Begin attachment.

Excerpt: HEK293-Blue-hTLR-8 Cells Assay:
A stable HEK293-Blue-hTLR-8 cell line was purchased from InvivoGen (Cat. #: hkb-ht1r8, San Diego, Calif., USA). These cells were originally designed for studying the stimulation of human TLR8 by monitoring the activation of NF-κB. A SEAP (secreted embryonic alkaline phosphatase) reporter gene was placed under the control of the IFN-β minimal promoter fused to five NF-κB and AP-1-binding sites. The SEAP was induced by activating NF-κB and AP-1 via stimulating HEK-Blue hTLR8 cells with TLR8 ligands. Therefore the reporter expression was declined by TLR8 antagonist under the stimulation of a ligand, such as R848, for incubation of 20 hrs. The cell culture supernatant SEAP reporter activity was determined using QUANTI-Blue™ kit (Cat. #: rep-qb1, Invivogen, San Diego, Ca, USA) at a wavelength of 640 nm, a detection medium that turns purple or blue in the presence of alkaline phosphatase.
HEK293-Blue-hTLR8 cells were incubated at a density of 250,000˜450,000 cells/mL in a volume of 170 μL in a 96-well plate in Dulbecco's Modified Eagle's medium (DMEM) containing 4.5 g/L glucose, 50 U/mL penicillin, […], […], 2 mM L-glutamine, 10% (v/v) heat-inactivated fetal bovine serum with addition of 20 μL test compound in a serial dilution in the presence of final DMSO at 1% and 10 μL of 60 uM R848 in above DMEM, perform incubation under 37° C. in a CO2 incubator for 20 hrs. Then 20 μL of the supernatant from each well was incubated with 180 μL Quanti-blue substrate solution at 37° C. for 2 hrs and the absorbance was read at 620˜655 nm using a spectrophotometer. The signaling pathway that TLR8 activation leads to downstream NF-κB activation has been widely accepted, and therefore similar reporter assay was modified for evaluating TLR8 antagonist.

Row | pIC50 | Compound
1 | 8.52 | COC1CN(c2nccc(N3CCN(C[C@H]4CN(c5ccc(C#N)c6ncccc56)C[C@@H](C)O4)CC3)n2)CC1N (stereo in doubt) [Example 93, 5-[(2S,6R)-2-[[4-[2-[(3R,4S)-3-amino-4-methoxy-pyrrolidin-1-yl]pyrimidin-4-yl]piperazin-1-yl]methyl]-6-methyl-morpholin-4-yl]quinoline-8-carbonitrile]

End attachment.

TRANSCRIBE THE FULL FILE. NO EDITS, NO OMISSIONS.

Excerpt: HEK293-Blue-hTLR-8 Cells Assay:
A stable HEK293-Blue-hTLR-8 cell line was purchased from InvivoGen (Cat. #: hkb-ht1r8, San Diego, Calif., USA). These cells were originally designed for studying the stimulation of human TLR8 by monitoring the activation of NF-κB. A SEAP (secreted embryonic alkaline phosphatase) reporter gene was placed under the control of the IFN-β minimal promoter fused to five NF-κB and AP-1-binding sites. The SEAP was induced by activating NF-κB and AP-1 via stimulating HEK-Blue hTLR8 cells with TLR8 ligands. Therefore the reporter expression was declined by TLR8 antagonist under the stimulation of a ligand, such as R848, for incubation of 20 hrs. The cell culture supernatant SEAP reporter activity was determined using QUANTI-Blue™ kit (Cat. #: rep-qb1, Invivogen, San Diego, Ca, USA) at a wavelength of 640 nm, a detection medium that turns purple or blue in the presence of alkaline phosphatase.
HEK293-Blue-hTLR8 cells were incubated at a density of 250,000˜450,000 cells/mL in a volume of 170 μL in a 96-well plate in Dulbecco's Modified Eagle's medium (DMEM) containing 4.5 g/L glucose, 50 U/mL penicillin, […], […], 2 mM L-glutamine, 10% (v/v) heat-inactivated fetal bovine serum with addition of 20 μL test compound in a serial dilution in the presence of final DMSO at 1% and 10 μL of 60 uM R848 in above DMEM, perform incubation under 37° C. in a CO2 incubator for 20 hrs. Then 20 μL of the supernatant from each well was incubated with 180 μL Quanti-blue substrate solution at 37° C. for 2 hrs and the absorbance was read at 620˜655 nm using a spectrophotometer. The signaling pathway that TLR8 activation leads to downstream NF-κB activation has been widely accepted, and therefore similar reporter assay was modified for evaluating TLR8 antagonist.

Row | pIC50 | Compound
1 | 8.52 | COC1CN(c2nccc(N3CCN(C[C@H]4CN(c5ccc(C#N)c6ncccc56)C[C@@H](C)O4)CC3)n2)CC1N (stereo in doubt) [Example 93, 5-[(2S,6R)-2-[[4-[2-[(3R,4S)-3-amino-4-methoxy-pyrrolidin-1-yl]pyrimidin-4-yl]piperazin-1-yl]methyl]-6-methyl-morpholin-4-yl]quinoline-8-carbonitrile]